Bitcoin proponents are fond of claiming that Bitcoin is THE alternative financial system humanity needs to combat the tyranny and incompetence of central banks, and they will trot out all kinds of dire scenarios and statistics to prove this.
The Bitcoin proponents I’ve met have also (not coincidentally) made money on it, and therefore come off somewhat like Pavlovs’ dogs in lightweight thinking caps.
Everyone who doesn’t get it, by the way, is an “idiot”- take 5 minutes to wade through crypto twitter 2018 if you don’t believe that that is the epithet of choice applied to the non-believing.
How Bitcoin got so dressed up is anyone’s guess, but the numbers indicate that it’s a grifter in robot’s clothing, Finlabo SIM CEO Alessandro Guzzini suggests in an article he published in Italian general-interest newspaper Republica Saturday.
“The discussion around Bitcoin has always been very heated and has divided the world between fans of cryptocurrencies who see Bitcoin as an alternative to traditional currencies, and critics who argue that Bitcoin is a huge speculative bubble with characteristics very similar to a pyramid scheme,” Guzzini begins.
The latter camp won a temporary victory in early 2018 when the Bitcoin bubble burst and the coin lost 80% of its value within a few months.
But the recent announcement of Facebook’s Libra coin project appears to have pumped, by proxy, new breath into the Bitcoin soap bubble, and the price has lately been getting back off the ground.
But Guzzini notes that it is important to distinguish between Libra and Bitcoin:
“(T)here is a big difference between Libra, the stablecoin announced by the giant of American social networks and most of the existing crypto currencies…Behind each unit of Libra, in fact, there should be a basket of traditional currencies and the consortium that will guarantee Libra(‘s) …convertibility, thus also ensuring a stable exchange rate.”
Bitcoin, on the other hand, is backed mainly by hype, writes Guzzini (proponents argue that ‘uncensorable payments’ are of inestimable value, you should know, especially if you need drugs or a prostitute only available online):
“(B)itcoin, on the other hand, like…ethereum and most of the existing crypto currencies, does not have any underlying asset or guarantee. Whoever buys a bitcoin essentially goes to remunerate exclusively the seller. And therefore the increase in value of the currency derives exclusively from the continuous presence of a flow of buyers able to support the price…the operation of the Bitcoin is much more similar to that of a pyramid scheme than to that of a currency system.”
The practical-minded have indeed seen a use case for the Dark Net’s favourite digital dollar. Unfortunately, however, the puppet masters at the top have the means to churn the milk and perpetually skim the cream.
Guzzini provides evidence that, like participants in a Ponzi, the first in have profited, and will continue to profit the most off of Bitcoin:
“The analysis of the Bitcoin distribution confirms this thesis. According to the site bitinfocharts.com that analyzes the addresses of the portfolios that own the Bitcoins, the vast majority of virtual coins belong to a few individuals who were probably among the creators of the scheme. Less than 2,000 subjects in fact own alone about 42% of the Bitcoins for a countervalue at “market” prices of about 75 billion dollars. These individuals on average have earned just under 40 million dollars each thanks to the Bitcoin! (emphasis added)”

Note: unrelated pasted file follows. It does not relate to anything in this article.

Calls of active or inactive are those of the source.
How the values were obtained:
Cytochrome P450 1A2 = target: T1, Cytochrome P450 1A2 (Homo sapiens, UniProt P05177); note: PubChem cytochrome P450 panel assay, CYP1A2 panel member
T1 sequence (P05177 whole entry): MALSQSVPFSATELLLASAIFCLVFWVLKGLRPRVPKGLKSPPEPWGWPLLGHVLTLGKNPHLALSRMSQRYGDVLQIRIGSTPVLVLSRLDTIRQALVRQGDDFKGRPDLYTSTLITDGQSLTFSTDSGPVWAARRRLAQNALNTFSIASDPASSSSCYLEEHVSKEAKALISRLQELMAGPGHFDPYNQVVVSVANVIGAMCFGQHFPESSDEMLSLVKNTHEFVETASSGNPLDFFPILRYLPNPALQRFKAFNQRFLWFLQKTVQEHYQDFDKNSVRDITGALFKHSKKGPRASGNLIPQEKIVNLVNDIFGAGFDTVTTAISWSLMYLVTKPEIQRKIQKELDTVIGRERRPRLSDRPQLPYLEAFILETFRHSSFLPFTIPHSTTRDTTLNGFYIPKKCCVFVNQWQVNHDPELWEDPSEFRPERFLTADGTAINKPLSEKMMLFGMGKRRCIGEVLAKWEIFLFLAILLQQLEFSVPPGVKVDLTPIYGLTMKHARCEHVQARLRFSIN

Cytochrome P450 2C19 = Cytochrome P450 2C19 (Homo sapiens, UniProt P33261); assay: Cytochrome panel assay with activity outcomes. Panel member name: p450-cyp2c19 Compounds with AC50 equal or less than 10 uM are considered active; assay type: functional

That’s just the highest tier. There’s a second high net-worth tier:
“Below the tops of the pyramid there is a second band made up of about 150,000 individuals who own about 45% of the Bitcoins. Also in this case we speak of subjects that to the present values possess an average ‘fortune’ of approximately 500 thousand dollars.”
“At the base of the pyramid there are finally about 25 million subjects who own from a few dollars to a few thousand dollars in Bitcoin. These are probably people who have entered the Bitcoin business in the last 2 years attracted by the many advertisements and the promise of easy earnings and who have generated the earnings of subjects belonging to the upper ‘bands’ of the pyramid. Their earning possibilities depend on whether others are attracted by the scheme.”
According to Brazilian Professor Jorge Stolfi, Bitcoin is a negative-sum system in which miners “tax” the network about a million dollars a day for processing fees.
For his efforts in determining this, Stolfi was dismissed and labeled an ‘idiot’ by a prominent Bitcoiner who makes his living lecturing on the phenomenon.
Guzzini provides figures and conclusions that compliment Stolfi’s, however:
“According to an estimate by digiconomist.net, the so-called miners consume over 3 billion dollars of electricity every year. Obviously, to sustain this cost, the miners have to sell the ‘earned’ Bitcoins and therefore need a continuous flow of new subjects willing to buy them. Like all pyramid schemes, therefore, also the Bitcoin is destined to collapse when the interest in cryptocurrency begins to decline. And it is very likely that those who will be among the last will find themselves with the classic (candle) in hand!”
There is one consolation that Guzzini does not include, but I will put it here: chances are, if you read the fine print, most other cryptocurrencies are much worse.